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Merck Plans Late-Stage Trials; Backs Forecast

Mercksaid Tuesday it plans to begin late-stage trials next year on a drug to raise "good" HDL cholesterol that has not been dogged by the problems that sank a similar high-profile drug being developed by Pfizer.

Merck said it would move its product, called anacetrapib, into sequenced Phase III trials before starting far larger "outcomes" trials to determine if the drug prevents heart attacks, strokes and death. The Merck product, also known as MK-859, works through the same mechanism as Pfizer's failed torcetrapib, by blocking a protein called CETP.

Torcetrapib, which Pfizer had hoped would become a $10 billion product, was scrapped late last year after it was linked to worrisome numbers of deaths in an $800 million late-stage trial -- the most expensive in history.

Merck said its product has had a very favorable safety record through mid-stage trials. "The safety and tolerability profile of anacetrapib was comparable to placebo in clinical studies conducted to date," the drugmaker said in a release.

Merck, which is hosting a meeting at its New Jersey headquarters on Tuesday with hundreds of investors and industry analysts, said it plans to file for approvals for seven drugs in the next five years.

It will seek U.S. approval next year for MK-524b -- which combines Merck's older Zocor cholesterol fighter with a niacin-based drug called Cordaptive that raises HDL cholesterol -- and an obesity drug called taranabant.

Taranabant, like Sanofi-Aventis' drug rimonabant, blocks the so-called canniboid receptor, the same brain circuit that stimulates hunger in people smoking marijuana. But U.S. regulators earlier this year rejected the Sanofi drug due to its links to depression and suicidal thoughts.

The company plans in 2009 to seek approvals for MK-974, a new type of drug for migraine headaches, and a treatment for acute heart failure called MK-7418 (rolofylline) -- with applications in 2010 for cancer treatment MK-8669 (deforolimus) and a vaccine for hepatitis B called Heplisav.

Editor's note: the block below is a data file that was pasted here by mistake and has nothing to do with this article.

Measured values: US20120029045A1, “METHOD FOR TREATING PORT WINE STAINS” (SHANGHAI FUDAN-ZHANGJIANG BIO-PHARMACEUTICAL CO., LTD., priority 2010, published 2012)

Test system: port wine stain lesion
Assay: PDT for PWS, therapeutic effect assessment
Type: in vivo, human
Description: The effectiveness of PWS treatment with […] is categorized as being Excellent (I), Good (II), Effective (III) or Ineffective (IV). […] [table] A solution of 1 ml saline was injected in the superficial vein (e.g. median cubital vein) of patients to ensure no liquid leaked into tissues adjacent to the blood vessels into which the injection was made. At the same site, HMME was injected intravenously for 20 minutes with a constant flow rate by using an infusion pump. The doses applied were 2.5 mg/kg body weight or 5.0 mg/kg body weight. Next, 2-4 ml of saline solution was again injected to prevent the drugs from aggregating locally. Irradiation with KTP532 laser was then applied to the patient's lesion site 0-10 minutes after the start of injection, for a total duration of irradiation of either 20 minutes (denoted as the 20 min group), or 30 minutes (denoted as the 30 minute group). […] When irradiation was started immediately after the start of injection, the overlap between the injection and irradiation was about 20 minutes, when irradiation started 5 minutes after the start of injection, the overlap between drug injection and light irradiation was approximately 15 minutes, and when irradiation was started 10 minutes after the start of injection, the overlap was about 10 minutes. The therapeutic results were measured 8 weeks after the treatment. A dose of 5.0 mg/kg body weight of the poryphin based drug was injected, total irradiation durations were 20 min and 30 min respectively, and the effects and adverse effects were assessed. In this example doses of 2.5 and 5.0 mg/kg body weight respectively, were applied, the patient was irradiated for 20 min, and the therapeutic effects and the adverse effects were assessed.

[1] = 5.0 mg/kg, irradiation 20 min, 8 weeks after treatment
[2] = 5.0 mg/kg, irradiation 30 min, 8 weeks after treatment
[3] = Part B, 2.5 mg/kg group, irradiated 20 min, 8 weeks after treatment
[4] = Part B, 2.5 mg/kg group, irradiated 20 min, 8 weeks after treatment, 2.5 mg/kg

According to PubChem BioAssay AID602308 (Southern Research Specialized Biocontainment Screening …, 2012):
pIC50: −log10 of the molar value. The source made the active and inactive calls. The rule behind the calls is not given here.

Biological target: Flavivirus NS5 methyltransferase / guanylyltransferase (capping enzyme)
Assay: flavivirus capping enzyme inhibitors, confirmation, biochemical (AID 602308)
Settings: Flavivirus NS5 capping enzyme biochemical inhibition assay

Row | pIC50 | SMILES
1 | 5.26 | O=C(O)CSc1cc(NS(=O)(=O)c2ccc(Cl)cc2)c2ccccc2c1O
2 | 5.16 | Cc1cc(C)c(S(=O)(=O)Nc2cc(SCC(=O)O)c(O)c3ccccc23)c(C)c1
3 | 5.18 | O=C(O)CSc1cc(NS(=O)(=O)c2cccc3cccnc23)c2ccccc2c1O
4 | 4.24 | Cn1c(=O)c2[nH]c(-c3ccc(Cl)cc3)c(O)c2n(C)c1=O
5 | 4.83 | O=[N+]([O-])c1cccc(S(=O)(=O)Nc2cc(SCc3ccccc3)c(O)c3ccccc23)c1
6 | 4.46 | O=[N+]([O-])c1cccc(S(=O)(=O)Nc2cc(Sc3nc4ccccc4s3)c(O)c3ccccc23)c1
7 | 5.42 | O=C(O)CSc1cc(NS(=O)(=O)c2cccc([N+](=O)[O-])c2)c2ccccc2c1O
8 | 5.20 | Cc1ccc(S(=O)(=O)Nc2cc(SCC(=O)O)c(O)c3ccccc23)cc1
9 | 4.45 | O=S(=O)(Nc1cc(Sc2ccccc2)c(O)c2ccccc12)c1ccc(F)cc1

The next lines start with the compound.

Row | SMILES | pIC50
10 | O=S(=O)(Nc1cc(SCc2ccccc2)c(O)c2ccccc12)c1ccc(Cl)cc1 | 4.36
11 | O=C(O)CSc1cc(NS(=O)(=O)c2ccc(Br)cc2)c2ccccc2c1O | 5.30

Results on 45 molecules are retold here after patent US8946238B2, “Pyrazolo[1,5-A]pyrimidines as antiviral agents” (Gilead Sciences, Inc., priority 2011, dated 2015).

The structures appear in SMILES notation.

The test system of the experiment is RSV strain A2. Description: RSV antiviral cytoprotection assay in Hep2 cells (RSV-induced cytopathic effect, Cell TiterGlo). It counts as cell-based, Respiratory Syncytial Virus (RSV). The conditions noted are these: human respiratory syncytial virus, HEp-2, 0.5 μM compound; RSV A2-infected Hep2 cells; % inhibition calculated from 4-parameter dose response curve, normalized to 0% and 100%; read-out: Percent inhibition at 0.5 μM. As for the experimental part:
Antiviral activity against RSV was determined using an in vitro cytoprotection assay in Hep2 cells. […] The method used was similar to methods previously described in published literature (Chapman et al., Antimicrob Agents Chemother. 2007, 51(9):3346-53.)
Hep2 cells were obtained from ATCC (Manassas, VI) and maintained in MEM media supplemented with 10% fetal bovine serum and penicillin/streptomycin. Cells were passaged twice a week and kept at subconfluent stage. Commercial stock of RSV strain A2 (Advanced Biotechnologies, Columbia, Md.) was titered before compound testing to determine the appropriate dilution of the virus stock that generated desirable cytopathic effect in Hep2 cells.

In 2012, Merck said it will seek U.S. marketing approval for osteoporosis treatment MK-0822 (odanacatib).

Merck on Dec. 4 said 2007 profit would rise 22 percent to 24 percent, due largely to booming sales of newer products, including its Gardasil vaccine against the virus that causes cervical cancer and its year-old oral Januvia treatment for diabetes.

The company's stock has risen 39 percent this year, a top gainer in the Dow Jones industrial average, as Merck seemingly bolted out of its sickbed after two years of anemic profits related to the September 2004 withdrawal of its $2.5 billion-a-year Vioxx arthritis drug.

Merck is hoping to retire thousands of Vioxx product-liability lawsuits with a $4.85 billion settlement reached last month with plaintiffs' lawyers.

Although the drugmaker has projected only a 4.5 percent to 10 percent rise in 2008 earnings, many analysts expect Merck to raise its forecast during the year, as it has done repeatedly in 2007.

Wall Street remains optimistic about Merck's prospects even though the patent expires next year on its $3.1 billion osteoporosis drug Fosamax, and Gardasil faces potential competition from GlaxoSmithKline Plc's Cervarix, a cervical cancer vaccine that is available in Europe but not yet approved in the United States.

Merck's shares slipped 34 cents, or .50 percent, to $60.43 on the New York Stock Exchange amid a slight decline for the drug sector.

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